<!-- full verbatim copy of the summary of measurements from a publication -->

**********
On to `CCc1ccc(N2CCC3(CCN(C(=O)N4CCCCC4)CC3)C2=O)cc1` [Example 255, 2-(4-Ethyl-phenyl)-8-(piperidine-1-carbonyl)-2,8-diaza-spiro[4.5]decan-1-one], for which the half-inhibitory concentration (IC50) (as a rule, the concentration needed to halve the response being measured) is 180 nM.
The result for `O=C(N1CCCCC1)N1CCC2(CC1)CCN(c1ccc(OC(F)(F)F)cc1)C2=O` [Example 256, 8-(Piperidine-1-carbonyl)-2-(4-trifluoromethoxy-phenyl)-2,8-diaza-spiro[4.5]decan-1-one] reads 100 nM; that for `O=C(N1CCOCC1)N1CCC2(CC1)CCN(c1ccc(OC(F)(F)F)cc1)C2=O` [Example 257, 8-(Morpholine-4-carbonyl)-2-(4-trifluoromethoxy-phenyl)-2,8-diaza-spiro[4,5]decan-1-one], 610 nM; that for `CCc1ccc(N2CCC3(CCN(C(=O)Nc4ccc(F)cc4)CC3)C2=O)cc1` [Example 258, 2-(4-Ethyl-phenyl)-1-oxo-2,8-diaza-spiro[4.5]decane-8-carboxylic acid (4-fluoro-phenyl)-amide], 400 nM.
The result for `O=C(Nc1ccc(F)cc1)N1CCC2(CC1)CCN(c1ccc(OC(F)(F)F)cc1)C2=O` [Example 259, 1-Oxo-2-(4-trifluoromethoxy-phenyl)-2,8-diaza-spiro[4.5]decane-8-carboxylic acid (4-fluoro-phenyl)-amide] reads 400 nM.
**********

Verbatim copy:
On to `CCc1ccc(N2CCC3(CCN(C(=O)N4CCCCC4)CC3)C2=O)cc1` [Example 255, 2-(4-Ethyl-phenyl)-8-(piperidine-1-carbonyl)-2,8-diaza-spiro[4.5]decan-1-one], for which the half-inhibitory concentration (IC50) (as a rule, the concentration needed to halve the response being measured) is 180 nM.
The result for `O=C(N1CCCCC1)N1CCC2(CC1)CCN(c1ccc(OC(F)(F)F)cc1)C2=O` [Example 256, 8-(Piperidine-1-carbonyl)-2-(4-trifluoromethoxy-phenyl)-2,8-diaza-spiro[4.5]decan-1-one] reads 100 nM; that for `O=C(N1CCOCC1)N1CCC2(CC1)CCN(c1ccc(OC(F)(F)F)cc1)C2=O` [Example 257, 8-(Morpholine-4-carbonyl)-2-(4-trifluoromethoxy-phenyl)-2,8-diaza-spiro[4,5]decan-1-one], 610 nM; that for `CCc1ccc(N2CCC3(CCN(C(=O)Nc4ccc(F)cc4)CC3)C2=O)cc1` [Example 258, 2-(4-Ethyl-phenyl)-1-oxo-2,8-diaza-spiro[4.5]decane-8-carboxylic acid (4-fluoro-phenyl)-amide], 400 nM.
The result for `O=C(Nc1ccc(F)cc1)N1CCC2(CC1)CCN(c1ccc(OC(F)(F)F)cc1)C2=O` [Example 259, 1-Oxo-2-(4-trifluoromethoxy-phenyl)-2,8-diaza-spiro[4.5]decane-8-carboxylic acid (4-fluoro-phenyl)-amide] reads 400 nM.